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Australian Financial Services Licences (AFSL) and Mayfair Investment Schemes.

Mayfair 101’s website contains the following disclaimer, which tells us a little about the status of AFSL licenses held in respect of its products:

mayfair screenshot

Quattro Capital Group held the AFSL for Mayfair 101/Mayfair Platinum.

“Perth based Quattro Capital Group holds an Australian Financial Services Licence (AFSL) and two Mayfair entities are listed as its corporate authorised representatives.

Those entities trade as Mayfair 101, the head entity of the Mayfair group, and Mayfair Platinum, the brand for its new fixed income investment offerings.”

Quattro may have failed to adequately manage conflicts of interest within the Mayfair Group.

“The license holder has a duty to manage conflicts of interests and is accountable for the actions of the corporate authorised representative”.

“Mayfair 101, which has heavily promoted its Mayfair Platinum brand as an alternative to bank deposits, operates under a financial service license controlled by an individual who shares other business interests with the group. One of [Mayfair’s] investments, a Perth-based lending company, has close ties to the individual that oversees Mayfair by virtue of allowing it to raise funds under its license. Perth based Quattro Capital Group holds an Australian Financial Services License (AFSL) and two Mayfair entities are listed as its corporate authorised representatives. Those entities trade as Mayfair 101, the head entity of the Mayfair group, and Mayfair Platinum, the brand for its new fixed income investment offerings. The sole director and shareholder of Quattro Capital is Mr Grant Gibson.”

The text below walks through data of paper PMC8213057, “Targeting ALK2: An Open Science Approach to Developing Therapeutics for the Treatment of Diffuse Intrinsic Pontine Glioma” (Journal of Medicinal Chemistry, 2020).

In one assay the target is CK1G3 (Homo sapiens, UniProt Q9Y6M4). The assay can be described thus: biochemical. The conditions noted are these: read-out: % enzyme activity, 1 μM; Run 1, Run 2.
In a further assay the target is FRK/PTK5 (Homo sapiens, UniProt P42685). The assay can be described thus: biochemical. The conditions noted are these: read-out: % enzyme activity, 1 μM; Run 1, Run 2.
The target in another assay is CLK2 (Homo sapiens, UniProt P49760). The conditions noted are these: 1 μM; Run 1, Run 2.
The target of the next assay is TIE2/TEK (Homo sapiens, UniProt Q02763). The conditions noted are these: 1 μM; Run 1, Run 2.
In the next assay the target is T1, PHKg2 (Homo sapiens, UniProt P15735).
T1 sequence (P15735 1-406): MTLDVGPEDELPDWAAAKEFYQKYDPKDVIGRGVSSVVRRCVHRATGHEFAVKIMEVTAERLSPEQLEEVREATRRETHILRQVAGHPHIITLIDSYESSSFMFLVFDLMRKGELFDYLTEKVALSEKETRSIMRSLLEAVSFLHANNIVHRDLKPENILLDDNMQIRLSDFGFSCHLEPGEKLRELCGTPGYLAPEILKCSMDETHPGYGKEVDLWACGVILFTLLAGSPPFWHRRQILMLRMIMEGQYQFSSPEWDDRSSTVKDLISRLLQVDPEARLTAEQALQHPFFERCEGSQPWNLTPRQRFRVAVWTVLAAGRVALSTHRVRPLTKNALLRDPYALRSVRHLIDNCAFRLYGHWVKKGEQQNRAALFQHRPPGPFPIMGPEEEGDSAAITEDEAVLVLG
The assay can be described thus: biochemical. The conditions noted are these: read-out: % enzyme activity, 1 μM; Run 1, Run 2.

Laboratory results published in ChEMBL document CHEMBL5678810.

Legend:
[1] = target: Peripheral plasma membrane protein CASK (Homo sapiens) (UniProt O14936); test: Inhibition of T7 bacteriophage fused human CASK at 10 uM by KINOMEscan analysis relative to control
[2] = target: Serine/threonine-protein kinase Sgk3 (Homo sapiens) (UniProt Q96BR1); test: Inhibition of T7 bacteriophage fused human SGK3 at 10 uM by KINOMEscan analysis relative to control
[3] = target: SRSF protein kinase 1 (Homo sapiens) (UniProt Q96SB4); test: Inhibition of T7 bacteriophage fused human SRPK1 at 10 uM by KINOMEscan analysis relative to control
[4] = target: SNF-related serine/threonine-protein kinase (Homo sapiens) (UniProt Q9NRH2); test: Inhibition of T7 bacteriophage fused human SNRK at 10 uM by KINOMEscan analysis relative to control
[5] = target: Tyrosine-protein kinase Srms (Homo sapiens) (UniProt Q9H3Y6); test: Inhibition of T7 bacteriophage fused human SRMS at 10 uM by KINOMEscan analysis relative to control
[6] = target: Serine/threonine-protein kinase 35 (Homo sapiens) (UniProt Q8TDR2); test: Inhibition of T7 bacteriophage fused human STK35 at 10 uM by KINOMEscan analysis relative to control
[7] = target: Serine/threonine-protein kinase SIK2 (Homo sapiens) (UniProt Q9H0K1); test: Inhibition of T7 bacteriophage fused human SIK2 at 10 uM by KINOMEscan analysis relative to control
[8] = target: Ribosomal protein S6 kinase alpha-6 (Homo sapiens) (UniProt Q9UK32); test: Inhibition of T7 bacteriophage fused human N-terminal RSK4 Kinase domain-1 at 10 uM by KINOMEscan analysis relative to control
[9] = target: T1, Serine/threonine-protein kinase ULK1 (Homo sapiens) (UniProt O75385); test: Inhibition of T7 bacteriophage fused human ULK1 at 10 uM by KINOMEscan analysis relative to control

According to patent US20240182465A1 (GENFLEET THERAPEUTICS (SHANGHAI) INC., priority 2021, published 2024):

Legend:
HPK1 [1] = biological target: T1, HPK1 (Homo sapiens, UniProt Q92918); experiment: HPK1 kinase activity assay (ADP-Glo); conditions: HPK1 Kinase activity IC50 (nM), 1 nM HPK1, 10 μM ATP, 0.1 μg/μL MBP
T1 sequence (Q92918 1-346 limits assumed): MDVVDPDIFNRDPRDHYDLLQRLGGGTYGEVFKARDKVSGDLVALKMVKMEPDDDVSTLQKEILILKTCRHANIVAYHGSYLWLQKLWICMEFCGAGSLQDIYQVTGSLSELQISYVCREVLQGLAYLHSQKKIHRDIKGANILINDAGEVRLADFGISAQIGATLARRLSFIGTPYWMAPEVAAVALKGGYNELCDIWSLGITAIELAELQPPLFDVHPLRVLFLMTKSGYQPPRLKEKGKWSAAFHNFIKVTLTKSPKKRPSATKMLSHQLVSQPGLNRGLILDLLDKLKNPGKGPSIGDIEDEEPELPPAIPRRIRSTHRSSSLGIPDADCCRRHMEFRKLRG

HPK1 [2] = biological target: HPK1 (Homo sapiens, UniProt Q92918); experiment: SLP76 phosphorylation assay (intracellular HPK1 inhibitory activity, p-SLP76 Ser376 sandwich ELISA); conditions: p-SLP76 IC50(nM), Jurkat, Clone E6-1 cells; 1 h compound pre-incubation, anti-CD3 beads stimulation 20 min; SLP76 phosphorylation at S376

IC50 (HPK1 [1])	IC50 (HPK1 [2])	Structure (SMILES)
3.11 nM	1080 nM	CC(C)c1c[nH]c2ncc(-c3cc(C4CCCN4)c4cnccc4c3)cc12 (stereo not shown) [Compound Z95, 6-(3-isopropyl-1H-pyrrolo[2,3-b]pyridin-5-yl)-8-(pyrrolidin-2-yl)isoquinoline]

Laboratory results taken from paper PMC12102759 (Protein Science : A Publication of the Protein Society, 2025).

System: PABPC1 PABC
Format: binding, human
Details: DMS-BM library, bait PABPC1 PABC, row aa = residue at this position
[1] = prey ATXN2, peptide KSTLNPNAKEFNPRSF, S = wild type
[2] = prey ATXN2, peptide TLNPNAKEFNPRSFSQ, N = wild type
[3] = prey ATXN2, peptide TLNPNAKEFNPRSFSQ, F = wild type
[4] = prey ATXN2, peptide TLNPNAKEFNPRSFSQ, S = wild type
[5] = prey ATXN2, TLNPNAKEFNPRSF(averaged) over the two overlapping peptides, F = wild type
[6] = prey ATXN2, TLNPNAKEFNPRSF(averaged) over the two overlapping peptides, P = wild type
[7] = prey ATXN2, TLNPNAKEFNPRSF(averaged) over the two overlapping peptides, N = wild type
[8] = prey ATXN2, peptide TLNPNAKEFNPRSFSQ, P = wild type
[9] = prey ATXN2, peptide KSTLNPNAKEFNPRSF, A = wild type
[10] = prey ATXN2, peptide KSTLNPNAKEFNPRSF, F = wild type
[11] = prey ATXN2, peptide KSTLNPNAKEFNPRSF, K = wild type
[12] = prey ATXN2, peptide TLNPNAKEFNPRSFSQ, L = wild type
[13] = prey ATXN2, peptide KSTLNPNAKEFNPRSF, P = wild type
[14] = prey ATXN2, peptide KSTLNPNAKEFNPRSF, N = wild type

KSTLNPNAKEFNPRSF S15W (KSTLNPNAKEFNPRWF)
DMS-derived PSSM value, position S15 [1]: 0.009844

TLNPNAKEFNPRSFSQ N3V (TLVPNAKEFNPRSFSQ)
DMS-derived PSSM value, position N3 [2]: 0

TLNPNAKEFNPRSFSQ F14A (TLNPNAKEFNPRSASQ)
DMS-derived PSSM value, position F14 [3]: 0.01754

See AFR article dated 9 January 2020:

Quattro is likely to hold Professional Indemnity Insurance, against which investors can claim.

Recourse under the Scheme for Compensation for Detriment caused by Defective Administration (CDDA).

Important extracts re CDDA and act of grace scheme under Public Governance Performance and Accountability Act 2013: [1]